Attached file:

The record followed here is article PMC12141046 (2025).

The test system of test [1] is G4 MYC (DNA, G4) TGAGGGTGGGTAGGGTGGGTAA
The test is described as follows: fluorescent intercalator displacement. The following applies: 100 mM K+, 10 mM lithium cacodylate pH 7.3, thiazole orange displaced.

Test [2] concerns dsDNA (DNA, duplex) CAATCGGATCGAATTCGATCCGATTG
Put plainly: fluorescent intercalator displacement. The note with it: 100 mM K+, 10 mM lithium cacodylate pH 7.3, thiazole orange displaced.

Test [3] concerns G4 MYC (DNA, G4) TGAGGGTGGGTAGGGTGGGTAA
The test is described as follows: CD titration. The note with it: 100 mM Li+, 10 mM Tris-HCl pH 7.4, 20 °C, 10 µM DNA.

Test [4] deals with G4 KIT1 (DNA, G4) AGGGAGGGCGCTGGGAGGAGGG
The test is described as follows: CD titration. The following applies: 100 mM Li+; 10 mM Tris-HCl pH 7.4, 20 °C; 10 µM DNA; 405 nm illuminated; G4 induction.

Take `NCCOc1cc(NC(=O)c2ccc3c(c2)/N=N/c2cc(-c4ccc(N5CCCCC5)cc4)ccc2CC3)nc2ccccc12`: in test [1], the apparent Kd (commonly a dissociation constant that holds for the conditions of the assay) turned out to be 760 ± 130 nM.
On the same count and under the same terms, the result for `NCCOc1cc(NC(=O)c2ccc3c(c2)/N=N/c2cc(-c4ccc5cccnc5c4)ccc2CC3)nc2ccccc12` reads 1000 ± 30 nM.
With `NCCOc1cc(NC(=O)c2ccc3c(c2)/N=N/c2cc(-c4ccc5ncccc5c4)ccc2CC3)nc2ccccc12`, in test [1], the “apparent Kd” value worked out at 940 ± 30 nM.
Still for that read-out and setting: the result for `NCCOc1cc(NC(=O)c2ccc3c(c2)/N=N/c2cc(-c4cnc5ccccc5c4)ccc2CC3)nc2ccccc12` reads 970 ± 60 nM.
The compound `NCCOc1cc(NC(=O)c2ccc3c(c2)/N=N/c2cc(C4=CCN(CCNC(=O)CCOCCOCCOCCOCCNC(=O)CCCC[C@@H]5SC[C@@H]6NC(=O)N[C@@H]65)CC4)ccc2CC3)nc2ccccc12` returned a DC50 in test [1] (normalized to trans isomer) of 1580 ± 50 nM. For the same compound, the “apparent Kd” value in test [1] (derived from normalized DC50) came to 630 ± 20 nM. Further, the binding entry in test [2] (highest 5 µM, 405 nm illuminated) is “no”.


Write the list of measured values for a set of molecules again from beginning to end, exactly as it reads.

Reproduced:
The record followed here is article PMC12141046 (2025).

The test system of test [1] is G4 MYC (DNA, G4) TGAGGGTGGGTAGGGTGGGTAA
The test is described as follows: fluorescent intercalator displacement. The following applies: 100 mM K+, 10 mM lithium cacodylate pH 7.3, thiazole orange displaced.

Test [2] concerns dsDNA (DNA, duplex) CAATCGGATCGAATTCGATCCGATTG
Put plainly: fluorescent intercalator displacement. The note with it: 100 mM K+, 10 mM lithium cacodylate pH 7.3, thiazole orange displaced.

Test [3] concerns G4 MYC (DNA, G4) TGAGGGTGGGTAGGGTGGGTAA
The test is described as follows: CD titration. The note with it: 100 mM Li+, 10 mM Tris-HCl pH 7.4, 20 °C, 10 µM DNA.

Test [4] deals with G4 KIT1 (DNA, G4) AGGGAGGGCGCTGGGAGGAGGG
The test is described as follows: CD titration. The following applies: 100 mM Li+; 10 mM Tris-HCl pH 7.4, 20 °C; 10 µM DNA; 405 nm illuminated; G4 induction.

Take `NCCOc1cc(NC(=O)c2ccc3c(c2)/N=N/c2cc(-c4ccc(N5CCCCC5)cc4)ccc2CC3)nc2ccccc12`: in test [1], the apparent Kd (commonly a dissociation constant that holds for the conditions of the assay) turned out to be 760 ± 130 nM.
On the same count and under the same terms, the result for `NCCOc1cc(NC(=O)c2ccc3c(c2)/N=N/c2cc(-c4ccc5cccnc5c4)ccc2CC3)nc2ccccc12` reads 1000 ± 30 nM.
With `NCCOc1cc(NC(=O)c2ccc3c(c2)/N=N/c2cc(-c4ccc5ncccc5c4)ccc2CC3)nc2ccccc12`, in test [1], the “apparent Kd” value worked out at 940 ± 30 nM.
Still for that read-out and setting: the result for `NCCOc1cc(NC(=O)c2ccc3c(c2)/N=N/c2cc(-c4cnc5ccccc5c4)ccc2CC3)nc2ccccc12` reads 970 ± 60 nM.
The compound `NCCOc1cc(NC(=O)c2ccc3c(c2)/N=N/c2cc(C4=CCN(CCNC(=O)CCOCCOCCOCCOCCNC(=O)CCCC[C@@H]5SC[C@@H]6NC(=O)N[C@@H]65)CC4)ccc2CC3)nc2ccccc12` returned a DC50 in test [1] (normalized to trans isomer) of 1580 ± 50 nM. For the same compound, the “apparent Kd” value in test [1] (derived from normalized DC50) came to 630 ± 20 nM. Further, the binding entry in test [2] (highest 5 µM, 405 nm illuminated) is “no”.